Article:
Friday, 6 February 2015

The life of Shakyamuni

Buddhism arose from the teachings of the historical Buddha, or "Enlightened One," most commonly known by the name Shakyamuni. Over the centuries, numerous accounts of his life have been handed down among the different schools of Buddhism that arose after his death. It can be hard to disentangle from the varied accounts a complete or historically verifiable account, but there is much that both modern research and the ancient teachings share in common, enough to establish a picture of the life of the founder of the Buddhist tradition.
It is clear that Shakyamuni was the son of the king of a minor Indian kingdom in what is now Nepal. Modern researchers date his life to either about 560-480 BCE or about 460-380 BCE. His father was king of the Shakya tribe, and Shakyamuni means "sage of the Shakyas." Other names by which he is commonly known are Gautama and Siddhartha.
As a young man, Shakyamuni lived a life of luxury, but he became keenly aware of the sufferings inherent in the lives of all people. The traditional accounts describe a series of journeys beyond the palace walls where he encountered the human experience of aging, sickness and death. These encounters had a profound impact on the sensitive young prince. Eventually he renounced his royal status and sought the means to transcend these sufferings, initially through ascetic practices.
Regardless of whether one accepts the traditional stories or turns to modern research, it is clear that the founder of Buddhism was an idealistic young man, albeit of high social standing, who felt compelled to seek a way to alleviate the sufferings that all people face in their lives as human beings.
After several years following ascetic disciplines under revered teachers of yogic meditation, Shakyamuni concluded that this form of self-denial and mortification would not reveal the solution to his quest. Abandoning these practices, he sat in meditation under a pipal tree. He eventually attained a state of awakening in which he became enlightened to the true nature of life itself. He was able to grasp the eternally enduring aspect of our existence within a cosmic network of interdependent phenomena. He also perceived an underlying law or dharma that guides the process of ceaseless change that is life. Ultimately, it was to this law, existing equally within himself, within all people and in the universal, that he was awakened.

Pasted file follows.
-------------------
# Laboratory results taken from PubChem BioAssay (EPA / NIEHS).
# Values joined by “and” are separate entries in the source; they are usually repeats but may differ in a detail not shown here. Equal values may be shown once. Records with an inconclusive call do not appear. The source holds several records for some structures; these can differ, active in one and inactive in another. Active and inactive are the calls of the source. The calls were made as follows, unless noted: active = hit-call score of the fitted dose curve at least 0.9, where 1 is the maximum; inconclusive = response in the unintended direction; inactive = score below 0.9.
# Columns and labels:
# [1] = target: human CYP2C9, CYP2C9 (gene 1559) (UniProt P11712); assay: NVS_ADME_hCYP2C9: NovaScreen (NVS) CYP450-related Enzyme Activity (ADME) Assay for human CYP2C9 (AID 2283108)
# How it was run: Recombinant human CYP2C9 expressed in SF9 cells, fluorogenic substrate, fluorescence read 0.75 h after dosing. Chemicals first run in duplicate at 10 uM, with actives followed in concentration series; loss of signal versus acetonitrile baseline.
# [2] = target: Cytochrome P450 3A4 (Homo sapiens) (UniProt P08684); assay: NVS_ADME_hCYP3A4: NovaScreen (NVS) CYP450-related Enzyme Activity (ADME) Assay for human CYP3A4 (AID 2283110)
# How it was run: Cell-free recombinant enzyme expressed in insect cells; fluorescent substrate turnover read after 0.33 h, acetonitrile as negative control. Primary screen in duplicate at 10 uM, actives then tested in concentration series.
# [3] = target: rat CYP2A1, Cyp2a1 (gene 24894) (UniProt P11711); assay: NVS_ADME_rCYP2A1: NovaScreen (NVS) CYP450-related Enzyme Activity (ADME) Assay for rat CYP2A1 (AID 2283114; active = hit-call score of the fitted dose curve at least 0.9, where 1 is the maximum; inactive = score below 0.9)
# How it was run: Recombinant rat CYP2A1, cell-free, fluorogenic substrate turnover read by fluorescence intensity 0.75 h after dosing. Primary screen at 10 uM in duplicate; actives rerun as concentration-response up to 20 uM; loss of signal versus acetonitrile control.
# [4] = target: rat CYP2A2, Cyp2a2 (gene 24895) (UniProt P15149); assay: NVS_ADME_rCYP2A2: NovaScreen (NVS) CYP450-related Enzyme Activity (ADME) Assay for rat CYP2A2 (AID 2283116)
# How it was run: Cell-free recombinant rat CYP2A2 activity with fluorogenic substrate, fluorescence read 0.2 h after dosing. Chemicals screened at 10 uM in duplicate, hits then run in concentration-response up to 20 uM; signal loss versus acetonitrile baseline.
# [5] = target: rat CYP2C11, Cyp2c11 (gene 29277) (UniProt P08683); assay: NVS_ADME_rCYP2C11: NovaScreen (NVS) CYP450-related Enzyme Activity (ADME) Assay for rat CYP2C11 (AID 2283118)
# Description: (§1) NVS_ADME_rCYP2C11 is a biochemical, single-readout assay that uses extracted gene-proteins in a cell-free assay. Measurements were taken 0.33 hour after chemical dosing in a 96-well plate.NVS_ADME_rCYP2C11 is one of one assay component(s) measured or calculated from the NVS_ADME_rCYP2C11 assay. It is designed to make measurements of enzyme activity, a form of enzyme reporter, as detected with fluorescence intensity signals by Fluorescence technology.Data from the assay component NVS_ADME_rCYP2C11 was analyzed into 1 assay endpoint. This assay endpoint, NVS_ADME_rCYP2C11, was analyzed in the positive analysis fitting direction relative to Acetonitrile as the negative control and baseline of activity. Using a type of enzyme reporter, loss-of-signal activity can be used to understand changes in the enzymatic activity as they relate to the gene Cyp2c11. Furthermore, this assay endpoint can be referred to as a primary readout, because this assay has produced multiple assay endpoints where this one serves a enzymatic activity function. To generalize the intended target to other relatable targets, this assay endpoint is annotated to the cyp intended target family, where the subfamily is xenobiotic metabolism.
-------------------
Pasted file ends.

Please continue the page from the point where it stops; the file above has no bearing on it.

Shakyamuni devoted the remainder of his long life to seeking to share with others the liberation he had discovered. A Buddhist Order was formed, and eventually Shakyamuni and his disciples traveled widely throughout India, propagating his teachings.
Consistent with his belief in human potential, he preached to people of all walks of life and social standing, to women as well as to men. From its very inception Buddhism was a universal teaching to which all people were equally welcomed. Shakyamuni shaped his teachings to make his message accessible to his audience; the sutras, or records of his teachings, make extensive use of parables and are frequently recorded in question-and-answer form. As SGI President Daisaku Ikeda has noted, "His life was completely untrammeled by dogma, and his interactions with his fellows stressed the importance of dialogue."
Above all, all accounts record Shakyamuni as a profoundly compassionate human being, someone who lived out and embodied his ideals. In the words of Nichiren, "The purpose of the appearance in this world of Shakyamuni Buddha, the lord of teachings, lies in his behavior as a human being." His core purpose was to enable people to draw on their inner resources of wisdom, courage and compassion in meeting the inevitable challenges of life. Religion for Shakyamuni was a practical way of living, engaged with the struggle to transform the sufferings of individuals and societies, to enable all people to enjoy a life of limitless freedom and indestructible happiness.

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